Ivy League researcher hits brick wall with medical journals on COVID vaccine death study

Rejections are largely "not very substantive," though feedback has strengthened his argument that vaccines and deaths are not simply correlated.

Updated: December 20, 2021 - 11:26pm

A Columbia University researcher who estimates COVID-19 vaccine-related deaths are "underreported by a factor of 20" told Just the News that medical journals are rebuffing his research, largely for "not very substantive" reasons.

His study has been "desk rejected by over 10 editors at medical journals," said clinical neurobiologist Spiro Pantazatos. "I've lost count at this point."

Those turning him down include "widely recognized" standalone journals and publishers and "a few more specialist ones," said Pantazatos, who is also a research scientist at the New York State Psychiatric Institute. While some claimed the study was irrelevant to their focus, others said they have too many COVID-related submissions.

The most perplexing rejection, he said, cited placement of "methods" and "results" within the wrong section. It's rare to cite such minor errors during the screening stage, he said.

Using U.S. and European datasets and studying "regional variation in vaccination rates," Pantazatos and Israel-based researcher Hervé Seligmann claim they were able to predict "all-cause mortality and non-COVID deaths in subsequent time periods."

The CDC's estimated vaccine fatality rate (VFR) is 0.002%, but the duo's data suggested a VFR of 0.04% averaged across the U.S. — 146,000-187,000 "vaccine-associated" deaths from February through August. 

The discrepancy shows the Vaccine Adverse Event Reporting System (VAERS) suffers from "under-ascertainment bias," they wrote.

Pantazatos told Just the News he was motivated to study the issue "because there is a huge gap in the literature of high quality research on the true risks and incidence rates of severe adverse reactions to the vaccines." 

Doctors rarely have time to do more than "read the headlines in the abstract and trust that the science was done rigorously," he said, leaving them dangerously reliant on journal articles that may not pass muster. He wants to "help facilitate a paradigm shift on mass vaccination strategies that could potentially save many lives."

The COVID-19 vaccines "are monitored by VAERS and several other vaccine safety monitoring systems as part of the most intensive vaccine safety monitoring effort in U.S. history," the CDC claims on its website. "This continuous, robust safety monitoring helps keep COVID-19 vaccines safe and helps ensure the benefits of vaccination continue to outweigh any risks."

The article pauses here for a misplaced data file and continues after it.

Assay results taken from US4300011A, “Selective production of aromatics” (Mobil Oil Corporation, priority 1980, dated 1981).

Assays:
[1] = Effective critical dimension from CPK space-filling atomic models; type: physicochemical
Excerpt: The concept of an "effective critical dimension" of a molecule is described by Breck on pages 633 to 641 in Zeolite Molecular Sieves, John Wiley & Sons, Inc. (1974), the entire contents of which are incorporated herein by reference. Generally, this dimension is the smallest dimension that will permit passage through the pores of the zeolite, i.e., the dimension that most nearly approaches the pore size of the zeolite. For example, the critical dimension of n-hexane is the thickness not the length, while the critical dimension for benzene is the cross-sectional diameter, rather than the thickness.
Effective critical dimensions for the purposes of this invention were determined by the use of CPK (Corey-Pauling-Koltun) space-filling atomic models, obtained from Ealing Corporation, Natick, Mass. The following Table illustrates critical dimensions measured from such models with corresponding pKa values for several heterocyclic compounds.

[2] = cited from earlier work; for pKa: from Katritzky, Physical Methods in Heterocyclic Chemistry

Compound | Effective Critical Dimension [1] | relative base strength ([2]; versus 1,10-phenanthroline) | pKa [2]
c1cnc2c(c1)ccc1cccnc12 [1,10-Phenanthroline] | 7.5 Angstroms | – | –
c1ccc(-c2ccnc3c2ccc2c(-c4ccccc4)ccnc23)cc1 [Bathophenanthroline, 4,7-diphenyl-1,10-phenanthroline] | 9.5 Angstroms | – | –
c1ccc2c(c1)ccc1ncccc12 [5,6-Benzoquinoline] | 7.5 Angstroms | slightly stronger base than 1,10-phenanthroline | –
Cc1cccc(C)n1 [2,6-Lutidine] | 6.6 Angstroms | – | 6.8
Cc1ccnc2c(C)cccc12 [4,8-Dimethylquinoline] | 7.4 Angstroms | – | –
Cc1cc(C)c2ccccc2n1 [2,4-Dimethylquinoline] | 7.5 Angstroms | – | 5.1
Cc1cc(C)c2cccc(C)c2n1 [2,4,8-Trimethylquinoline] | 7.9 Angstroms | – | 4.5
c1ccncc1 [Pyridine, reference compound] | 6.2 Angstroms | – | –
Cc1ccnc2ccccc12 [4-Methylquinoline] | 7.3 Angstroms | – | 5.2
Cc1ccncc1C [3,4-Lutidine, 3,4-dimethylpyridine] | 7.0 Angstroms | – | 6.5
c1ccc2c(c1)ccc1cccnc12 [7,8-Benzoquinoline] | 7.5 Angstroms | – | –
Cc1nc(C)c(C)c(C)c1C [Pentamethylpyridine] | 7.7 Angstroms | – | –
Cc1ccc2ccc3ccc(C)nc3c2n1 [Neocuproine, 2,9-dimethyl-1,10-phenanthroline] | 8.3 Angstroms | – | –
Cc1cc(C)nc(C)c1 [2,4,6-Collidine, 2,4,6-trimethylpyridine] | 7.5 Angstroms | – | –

Arguing the vaccines are "effective at preventing severe illness from COVID-19 and limiting the spread of the virus that causes it," the CDC recommends that all those eligible get a vaccine as soon as possible.

Hope for 'respectful disagreement'

Pantazatos said he's not concerned about being canceled for his research, even though he's familiar with Harvard Medical School's Martin Kulldorff, a repeat target of Big Tech censorship for questioning the science behind common COVID policies and highlighting their harms.

Kulldorff, Stanford Med's Jay Bhattacharya and Oxford's Sunetra Gupta formalized these criticisms in the Great Barrington Declaration

According to recently released emails, National Institutes of Health Director Francis Collins called the trio "fringe epidemiologists" and colluded with National Institute of Allergy and Infectious Diseases Director Anthony Fauci to issue a "quick and devastating public take down" of their work. 

The officials commended an article by Yale epidemiologist Gregg Gonsalves in The Nation, a left-wing magazine, which criticized the even further left Jacobin magazine for giving Kulldorff a platform to argue that lockdowns hurt poor people.

Pantazatos told Just the News he's optimistic that "reason, evidence and respectful disagreement will prevail" and that colleagues will appreciate a new perspective on vaccine side effects.

While he is "being censored in a way by the medical journals" rejecting his study, the scientist acknowledged, the feedback has only strengthened the manuscript, which Pantazatos uploaded in October and has updated "semi-regularly." For example, journal editors challenged him to explain why the results show a causal rather than correlational relationship between vaccination and mortality risk. 

Following debate with a colleague on whether vaccination was just a response to rising cases and deaths in a given region, Pantazatos added more details and a results table showing that vaccination also predicted non-COVID deaths "in an age-related pattern that was similar to the main result." 

Most recently, a doctor gave him tips for getting published in a "reputable" journal: focusing on and clarifying "a few main aims," and reconsidering sentences "that could be construed as too negative for pharma industries given many journals rely on them for revenue."

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